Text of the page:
Well seems to be sorted to my satisfaction now (probably as good as it gets). Flow temperature set to 70 degrees, d1 at 8 minutes, d0 at 12 Kw, bypass fully screwed down and all radiators about 10 degrees drop (+-2). Despite the present freezing weather the system warms up well with no overshoot or cycling. Tends to operate for 10 minutes every 30. The average boiler flow/return temperature is 7 degrees. Room temperature seems to be more even than before (presumably with the less overshoot restricted by the d0 setting). Short of changing the microbore for 15 mm I think that will do. Thanks for the help, have a happy Christmas.
Ian

Quite happy to play with this as I don't see why I should pay for an ineficient system if a little time may save a few pounds (anyway its fun to learn how things operate). I might try reducing the rating to 10 Kw (or less) when it gets a bit warmer (its -8 outside at the moment) and the complaints obout 'messing with the heating' reduce a little!!
Ian

Merry Christmas. I'd be happy with your system settings, so it's time to relax.

I suspect most of the restriction on operating efficiency are due to the boiler rather than the radiators; designed for bigger houses in colder climates (yes colder than our current weather). Your radiators are already oversized to some extent if you can heat the house in this weather on 33% duty cycle. I doubt you'll gain any efficiency from replacing them unless you spend far more money than you could possibly save on efficiency improvements by buying much bigger radiators able to dissipate more than the minimum boiler output at flow temperatures of 50°C or less.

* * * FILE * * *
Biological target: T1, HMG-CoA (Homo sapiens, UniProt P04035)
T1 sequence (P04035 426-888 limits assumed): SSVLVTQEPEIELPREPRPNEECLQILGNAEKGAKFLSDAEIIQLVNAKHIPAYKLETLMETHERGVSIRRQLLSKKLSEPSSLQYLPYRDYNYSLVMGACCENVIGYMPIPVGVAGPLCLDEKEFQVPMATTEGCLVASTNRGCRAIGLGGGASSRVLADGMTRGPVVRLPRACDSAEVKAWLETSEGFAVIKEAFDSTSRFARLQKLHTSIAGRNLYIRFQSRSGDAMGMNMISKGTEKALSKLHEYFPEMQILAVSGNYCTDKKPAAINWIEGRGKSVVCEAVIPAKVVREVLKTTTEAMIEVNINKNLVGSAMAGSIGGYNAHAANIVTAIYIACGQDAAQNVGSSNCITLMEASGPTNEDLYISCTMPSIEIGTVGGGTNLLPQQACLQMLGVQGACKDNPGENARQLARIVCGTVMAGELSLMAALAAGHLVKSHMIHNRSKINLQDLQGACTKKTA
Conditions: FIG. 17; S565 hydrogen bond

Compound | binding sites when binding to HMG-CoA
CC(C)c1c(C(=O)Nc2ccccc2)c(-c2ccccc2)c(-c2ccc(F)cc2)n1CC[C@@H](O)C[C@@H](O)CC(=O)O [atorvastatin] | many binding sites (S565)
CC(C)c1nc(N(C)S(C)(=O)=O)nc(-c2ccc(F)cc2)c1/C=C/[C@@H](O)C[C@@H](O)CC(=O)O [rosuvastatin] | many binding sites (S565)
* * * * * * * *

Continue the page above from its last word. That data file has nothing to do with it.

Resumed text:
Well seems to be sorted to my satisfaction now (probably as good as it gets). Flow temperature set to 70 degrees, d1 at 8 minutes, d0 at 12 Kw, bypass fully screwed down and all radiators about 10 degrees drop (+-2). Despite the present freezing weather the system warms up well with no overshoot or cycling. Tends to operate for 10 minutes every 30. The average boiler flow/return temperature is 7 degrees. Room temperature seems to be more even than before (presumably with the less overshoot restricted by the d0 setting). Short of changing the microbore for 15 mm I think that will do. Thanks for the help, have a happy Christmas.
Ian

Sounds spot on to me, Well done

Well seems to be sorted to my satisfaction now

Despite the present freezing weather the system warms up well with no overshoot or cycling. Tends to operate for 10 minutes every 30.

Thanks for the help, have a happy Christmas.

Ian

If the boiler only needs to operate for 33% of the time and heats up quickly then I would be inclined to reduce the flow temperature.

That would lengthen heat up temperatures but increase efficiency somewhat.

Tony

Yes the best thing now would be to reduce the boiler temperature by, say 5C) and see how that goes. It is having the boiler temp too high that causes the room overheating which causes the the TRVs to shutdown which reduces the flow which then causes the bypass to kick in!) the ideal would be to have no boiler cycling at all and for it to be running on constant load which provides constant heating which matches the heat losses from the key room (usually the sitting room). In an ideal situation weather compensation would be employed to do this and the TRVs in the sitting room would never be invoked to perform the "high-limit" role for which they are intended. My main sitting room radiator TRVs are set to shutdown at around 23C this only occurs if the room is full of people or if I light the open fire.